As a content writer, I understand the value of finding and optimizing your writing with keywords. Inserting keywords can help Google understand what your article is about and, therefore, will rank the post for those words. I even wrote a piece about SEO content writing and some tricks to help master it.
However, keyword optimizing isn’t everything, especially when it comes to this personal blog. I learned that the hard way. I’ve had posts that I didn’t expect to get much traffic do well while ones I spent more time on are glossed over. And don’t get me started about how one of my posts ranked for a completely different keyword than I intended.
But why? Well, it’s simple: Google judges more than just keywords. Neil Patel even wrote a great article about how Google focuses on searcher intent rather than just words and phrases.
That’s right — unfortunately, life’s not as easy as having a key phrase inserted throughout your writing. That means it comes down to the content and what you’re writing.
Here’s a few reasons why I sometimes don’t focus on keywords.
My Blog is my Happy Place
When I’m blogging on here, I’m totally doing it for fun. Sure, some of my articles are designed to help people, but no one’s telling me that I have to write this or that. Everything I put on here, from tips to new ways of approaching writing, come out of my desire to simply share.
When I write, you bet that I need to be in my happy place. If I didn’t love blogging, I’d probably deactivate this portion of the site. I’m a firm believer in if you aren’t doing what you love, then you need to reallocate your time to the things you truly enjoy.
If I wanted to, I could monetize my blog and try to push out content every day. However, I don’t. Why? I just don’t want to hate blogging. If I make it a chore, then I might end up stopping altogether. That doesn’t mean I’ll never do a sponsorship or put ads here, but I just don’t want money to be the primary motivator for posting. I’ve also done lots of blogging throughout my career and want to consider those strategies separate from my personal blog.
This personal blog is my place to show my personality, so I want to let it shine!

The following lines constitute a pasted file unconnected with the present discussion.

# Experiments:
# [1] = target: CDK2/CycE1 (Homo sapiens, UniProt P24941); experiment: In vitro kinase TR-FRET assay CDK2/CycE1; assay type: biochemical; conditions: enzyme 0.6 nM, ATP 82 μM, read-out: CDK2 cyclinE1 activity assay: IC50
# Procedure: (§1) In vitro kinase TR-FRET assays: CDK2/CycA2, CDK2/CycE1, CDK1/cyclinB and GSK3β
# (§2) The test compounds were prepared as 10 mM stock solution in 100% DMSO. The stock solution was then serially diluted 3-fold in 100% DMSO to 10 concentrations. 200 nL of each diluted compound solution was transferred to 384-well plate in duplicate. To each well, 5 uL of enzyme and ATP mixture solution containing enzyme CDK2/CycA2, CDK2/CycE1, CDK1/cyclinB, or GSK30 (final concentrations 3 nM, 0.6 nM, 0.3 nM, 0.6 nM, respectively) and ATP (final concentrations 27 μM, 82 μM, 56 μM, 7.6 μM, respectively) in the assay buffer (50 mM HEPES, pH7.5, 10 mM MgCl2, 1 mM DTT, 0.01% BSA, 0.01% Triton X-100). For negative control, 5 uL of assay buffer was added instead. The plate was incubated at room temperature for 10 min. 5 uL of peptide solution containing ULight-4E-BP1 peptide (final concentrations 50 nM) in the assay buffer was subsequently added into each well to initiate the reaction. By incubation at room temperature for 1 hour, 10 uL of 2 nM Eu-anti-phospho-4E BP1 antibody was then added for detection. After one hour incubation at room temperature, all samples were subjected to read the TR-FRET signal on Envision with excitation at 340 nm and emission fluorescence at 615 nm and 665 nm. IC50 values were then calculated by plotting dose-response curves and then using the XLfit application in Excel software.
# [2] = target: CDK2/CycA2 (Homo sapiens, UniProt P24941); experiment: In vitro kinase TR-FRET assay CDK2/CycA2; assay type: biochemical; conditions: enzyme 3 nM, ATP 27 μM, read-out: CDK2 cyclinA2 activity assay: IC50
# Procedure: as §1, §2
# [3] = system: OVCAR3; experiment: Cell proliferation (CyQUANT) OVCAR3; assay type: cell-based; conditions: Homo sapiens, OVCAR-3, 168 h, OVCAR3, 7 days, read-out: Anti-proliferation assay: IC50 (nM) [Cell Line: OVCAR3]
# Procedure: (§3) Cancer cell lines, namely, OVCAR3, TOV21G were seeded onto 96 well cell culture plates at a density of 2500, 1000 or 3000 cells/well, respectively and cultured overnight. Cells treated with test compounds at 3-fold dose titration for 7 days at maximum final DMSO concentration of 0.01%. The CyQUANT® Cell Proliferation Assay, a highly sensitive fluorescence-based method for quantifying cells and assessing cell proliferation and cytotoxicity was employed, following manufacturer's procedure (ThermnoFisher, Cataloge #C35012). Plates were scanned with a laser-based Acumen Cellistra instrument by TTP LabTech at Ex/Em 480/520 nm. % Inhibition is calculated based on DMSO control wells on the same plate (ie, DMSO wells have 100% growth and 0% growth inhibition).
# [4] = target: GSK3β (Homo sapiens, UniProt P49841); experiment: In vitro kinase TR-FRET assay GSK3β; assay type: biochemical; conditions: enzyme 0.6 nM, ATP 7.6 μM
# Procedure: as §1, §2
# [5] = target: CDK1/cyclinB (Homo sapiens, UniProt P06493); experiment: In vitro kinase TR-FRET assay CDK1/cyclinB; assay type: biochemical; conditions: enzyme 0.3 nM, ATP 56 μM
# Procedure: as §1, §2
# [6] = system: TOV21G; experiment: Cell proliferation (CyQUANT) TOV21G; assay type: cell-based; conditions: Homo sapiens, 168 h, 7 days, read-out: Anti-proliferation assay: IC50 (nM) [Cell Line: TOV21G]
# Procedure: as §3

I have lots of ideas that can’t be constrained
When I write, I have a million ideas. Sometimes I’ll want to share my thoughts on something I’ve read about or cite a cool thing that inspired me to write.
However, oftentimes these posts end up going on tangents rather than sticking to one idea. There usually isn’t one word or phrase I’m trying to rank for, so I just let them be.
Even if my thoughts do follow one theme, I just want to let my words be my words. Searching for keywords and stuffing those in there can ruin my originality. So in these cases, I’ll just choose a loose keyword or just publish without optimizing.
I care about making quality writing
I don’t post to post: I care about genuinely putting out valuable content. If I wanted to post every day, I could, but I don’t think that fits my vision and abilities at the current moment.
I want my readers to learn something valuable whenever my name pops up. That means I spend a few hours writing everything I publish on here, even what I’d personally consider my “weaker” articles. For me, it doesn’t make sense to publish something that isn’t the best I can make it.
Always putting time into my writing ensures what I officially publish is top quality. If you look at my posts from a year ago, you can see that I’ve improved since then. I’m always hoping to reach bigger and better goals, and I can only do so if I’m putting the right amount of time into the writing craft.
Keywords can be Constraining
When I write with keywords, sometimes it feels like a school assignment. The teacher said I needed to write about topic XYZ, and I can’t add any other related thoughts to that topic.
Since keywords target a specific topic you’re trying to rank for, sometimes it will feel constraining. Add the fact Google is reading your article for content and also grading it based on what you write. That means content marketing strategy sometimes results in articles that have a very narrow focus.
This isn’t necessarily always a bad thing, since people want the answer to what their looking for rather quickly. However, sometimes certain subjects involve different layers that should be understood as parts that make a whole. After all, writing has a lot of depth to it when it comes to strategy, structure, and improvement, which is why I sometimes write lengthy blog posts filled to the brim.
Do You Always Write with Keywords?
What are your thoughts on blogging without keywords? Has it ever worked out for you? Let me know in the comments below.
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